It has been a year since UMB Asset Management's Bill Greiner won BusinessWeek's Fearless Forecast of the equity markets, an annual contest among scores of equity strategists across the country—and this year nobody came closer than Greiner did in 2005. On average, the 52-year-old chief investment officer predicted the Dow Jones industrial average, the Standard & Poor's 500-Stock Index and the Nasdaq Composite within an astonishing 0.5% of their actual yearend levels. Not even this year's winner came that close to pegging the markets.
This year, Greiner fell back in the pack. His forecast of 11,700 on the Dow was about 5% shy of actual levels on Dec. 6, when we called the contest. He also fell short on the S&P by about 5% and on the Nasdaq by less than 4%. Though his numbers proved "a little too bearish," he says the markets basically played out as he anticipated, with a weak start and a mid-year rebound, spurred by a halt in rising interest rates.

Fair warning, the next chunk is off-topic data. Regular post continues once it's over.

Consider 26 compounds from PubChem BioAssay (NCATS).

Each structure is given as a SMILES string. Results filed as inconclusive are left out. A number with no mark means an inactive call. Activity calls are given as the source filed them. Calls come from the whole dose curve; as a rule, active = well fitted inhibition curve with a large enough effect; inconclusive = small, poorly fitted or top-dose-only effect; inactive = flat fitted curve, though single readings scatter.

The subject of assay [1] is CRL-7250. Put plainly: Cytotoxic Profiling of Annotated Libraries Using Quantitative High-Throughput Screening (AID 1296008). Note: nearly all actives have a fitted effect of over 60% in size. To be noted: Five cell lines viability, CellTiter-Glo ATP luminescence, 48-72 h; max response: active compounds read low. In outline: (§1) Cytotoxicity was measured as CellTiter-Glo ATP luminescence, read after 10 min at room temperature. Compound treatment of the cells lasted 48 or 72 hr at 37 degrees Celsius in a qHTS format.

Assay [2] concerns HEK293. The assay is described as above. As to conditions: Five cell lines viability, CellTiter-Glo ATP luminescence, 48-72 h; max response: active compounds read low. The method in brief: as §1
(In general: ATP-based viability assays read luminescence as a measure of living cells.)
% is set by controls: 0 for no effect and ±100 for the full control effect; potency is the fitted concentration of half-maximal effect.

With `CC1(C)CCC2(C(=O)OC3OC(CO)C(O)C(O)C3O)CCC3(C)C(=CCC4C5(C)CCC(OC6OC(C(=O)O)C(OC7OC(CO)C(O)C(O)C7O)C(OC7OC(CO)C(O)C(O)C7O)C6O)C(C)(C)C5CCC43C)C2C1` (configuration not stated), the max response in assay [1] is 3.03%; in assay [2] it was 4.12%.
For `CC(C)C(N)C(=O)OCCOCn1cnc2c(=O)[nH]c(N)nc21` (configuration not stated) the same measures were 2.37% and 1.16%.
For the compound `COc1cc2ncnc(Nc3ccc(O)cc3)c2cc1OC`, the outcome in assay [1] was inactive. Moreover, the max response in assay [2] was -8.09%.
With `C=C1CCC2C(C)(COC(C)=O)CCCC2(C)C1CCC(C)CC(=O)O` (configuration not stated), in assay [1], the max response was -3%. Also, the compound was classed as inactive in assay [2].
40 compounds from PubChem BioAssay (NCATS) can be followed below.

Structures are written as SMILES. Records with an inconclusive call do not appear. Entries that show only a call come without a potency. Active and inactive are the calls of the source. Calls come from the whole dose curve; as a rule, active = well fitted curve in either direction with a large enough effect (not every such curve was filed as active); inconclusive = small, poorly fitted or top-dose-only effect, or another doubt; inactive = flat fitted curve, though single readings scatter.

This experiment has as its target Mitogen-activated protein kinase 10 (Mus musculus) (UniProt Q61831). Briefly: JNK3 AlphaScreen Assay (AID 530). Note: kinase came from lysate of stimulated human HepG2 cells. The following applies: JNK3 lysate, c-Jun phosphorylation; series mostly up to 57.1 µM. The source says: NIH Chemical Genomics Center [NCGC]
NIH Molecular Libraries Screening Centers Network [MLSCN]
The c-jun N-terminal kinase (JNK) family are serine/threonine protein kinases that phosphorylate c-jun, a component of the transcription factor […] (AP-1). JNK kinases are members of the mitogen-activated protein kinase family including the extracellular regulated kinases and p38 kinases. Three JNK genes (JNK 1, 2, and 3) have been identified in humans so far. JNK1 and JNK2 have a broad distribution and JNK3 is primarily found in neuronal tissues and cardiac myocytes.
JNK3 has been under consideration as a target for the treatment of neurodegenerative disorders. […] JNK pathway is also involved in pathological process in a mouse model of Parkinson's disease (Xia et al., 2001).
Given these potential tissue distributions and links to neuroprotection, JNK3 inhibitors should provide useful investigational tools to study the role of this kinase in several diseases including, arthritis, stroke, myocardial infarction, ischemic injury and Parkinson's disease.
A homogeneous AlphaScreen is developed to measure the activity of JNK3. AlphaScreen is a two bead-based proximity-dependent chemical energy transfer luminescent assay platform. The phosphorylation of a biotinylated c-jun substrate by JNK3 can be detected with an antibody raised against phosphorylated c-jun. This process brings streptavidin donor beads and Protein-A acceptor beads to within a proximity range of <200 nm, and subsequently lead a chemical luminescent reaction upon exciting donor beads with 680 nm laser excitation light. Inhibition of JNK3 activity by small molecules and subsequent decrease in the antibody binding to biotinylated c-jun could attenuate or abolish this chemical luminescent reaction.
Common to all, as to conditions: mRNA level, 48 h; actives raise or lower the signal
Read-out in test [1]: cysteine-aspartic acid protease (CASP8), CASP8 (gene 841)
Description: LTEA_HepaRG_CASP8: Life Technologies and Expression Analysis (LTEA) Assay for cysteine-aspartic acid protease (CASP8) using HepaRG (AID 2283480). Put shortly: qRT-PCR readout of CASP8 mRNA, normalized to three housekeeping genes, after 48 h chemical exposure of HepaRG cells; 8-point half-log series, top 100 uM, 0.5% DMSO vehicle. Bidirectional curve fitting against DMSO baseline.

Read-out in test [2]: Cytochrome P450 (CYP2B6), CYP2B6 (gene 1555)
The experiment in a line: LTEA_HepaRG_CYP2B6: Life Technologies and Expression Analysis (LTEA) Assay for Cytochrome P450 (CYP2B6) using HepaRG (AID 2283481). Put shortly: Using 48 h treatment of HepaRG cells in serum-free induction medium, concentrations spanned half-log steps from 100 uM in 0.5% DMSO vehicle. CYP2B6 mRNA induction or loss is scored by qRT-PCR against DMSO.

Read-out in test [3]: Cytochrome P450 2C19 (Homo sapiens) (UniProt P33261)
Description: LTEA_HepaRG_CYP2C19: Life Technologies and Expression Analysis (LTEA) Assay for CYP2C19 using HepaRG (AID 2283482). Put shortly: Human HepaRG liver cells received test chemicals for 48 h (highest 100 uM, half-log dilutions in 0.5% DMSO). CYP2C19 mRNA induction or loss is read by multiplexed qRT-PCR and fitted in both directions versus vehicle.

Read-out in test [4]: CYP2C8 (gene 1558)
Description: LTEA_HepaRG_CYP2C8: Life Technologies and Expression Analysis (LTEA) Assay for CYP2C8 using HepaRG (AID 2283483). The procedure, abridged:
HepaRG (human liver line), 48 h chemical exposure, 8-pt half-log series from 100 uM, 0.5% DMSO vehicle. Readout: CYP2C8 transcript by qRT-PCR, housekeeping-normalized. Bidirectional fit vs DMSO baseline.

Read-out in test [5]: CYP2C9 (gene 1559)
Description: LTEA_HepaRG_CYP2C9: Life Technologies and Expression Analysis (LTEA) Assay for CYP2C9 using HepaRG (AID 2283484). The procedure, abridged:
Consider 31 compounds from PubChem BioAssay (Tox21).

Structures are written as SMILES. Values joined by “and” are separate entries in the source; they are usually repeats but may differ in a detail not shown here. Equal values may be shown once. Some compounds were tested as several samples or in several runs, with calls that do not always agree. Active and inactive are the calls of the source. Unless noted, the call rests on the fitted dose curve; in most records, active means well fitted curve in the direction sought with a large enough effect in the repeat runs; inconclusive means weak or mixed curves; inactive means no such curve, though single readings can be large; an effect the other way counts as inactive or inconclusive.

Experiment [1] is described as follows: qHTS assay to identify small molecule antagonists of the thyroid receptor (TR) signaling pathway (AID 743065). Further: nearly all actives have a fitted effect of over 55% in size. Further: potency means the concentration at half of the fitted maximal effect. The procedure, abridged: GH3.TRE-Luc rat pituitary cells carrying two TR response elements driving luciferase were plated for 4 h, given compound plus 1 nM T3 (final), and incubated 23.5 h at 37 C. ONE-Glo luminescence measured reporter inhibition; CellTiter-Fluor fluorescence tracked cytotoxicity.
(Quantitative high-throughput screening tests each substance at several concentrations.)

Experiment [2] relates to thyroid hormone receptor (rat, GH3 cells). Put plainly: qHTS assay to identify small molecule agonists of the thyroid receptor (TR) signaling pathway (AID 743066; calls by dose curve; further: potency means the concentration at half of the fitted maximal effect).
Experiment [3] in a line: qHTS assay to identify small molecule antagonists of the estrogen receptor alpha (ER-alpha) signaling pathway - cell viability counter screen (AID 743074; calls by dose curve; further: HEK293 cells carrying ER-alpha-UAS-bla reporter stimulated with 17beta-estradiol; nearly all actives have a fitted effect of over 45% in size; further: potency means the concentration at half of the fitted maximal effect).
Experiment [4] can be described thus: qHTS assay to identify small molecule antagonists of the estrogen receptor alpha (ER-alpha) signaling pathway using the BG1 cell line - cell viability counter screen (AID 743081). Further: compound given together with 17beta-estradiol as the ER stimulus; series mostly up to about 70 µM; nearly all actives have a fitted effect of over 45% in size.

"We got the directional shift during the year, which I think is a very difficult thing to get right, and our large-cap bias worked out well for us and our clients," he says. Large-cap stocks, which did well toward the end of the year, play an integral role in UMB's macro strategy, he says.
Watching the Weather
A Kansas native who graduated from Washburn University in Topeka, Greiner joined UMB six years ago. He recently told clients to expect a robust market during the first half of 2007 and a "questionable" environment during the second half. In other words, "clear skies but clouds forming on the horizon," he says.
The so-called clouds refer to the possibility of a recession if consumer spending slows in 2007. "Economic expansion is going on its 55th month, and normally speaking, we start running into troublesome excesses past the four- or five-year frame, which is where we are right now," Greiner says. That's not to say there won't be gains. It's just that most of these will occur in the first half of the year, he says.
Looking ahead, Greiner is bullish on technology stocks. He predicts a yearend Dow of 13,100, an S&P finish of 1,525, and 2,600 on the Nasdaq. Of course, he says he would rather nail the shifts in market direction than pinpoint the actual numbers. "As far as returns are concerned, that's how people make money or keep from losing money," he says.
Then again, "unprecedented second win" has a nice ring to it, doesn't it?
By Bremen Leak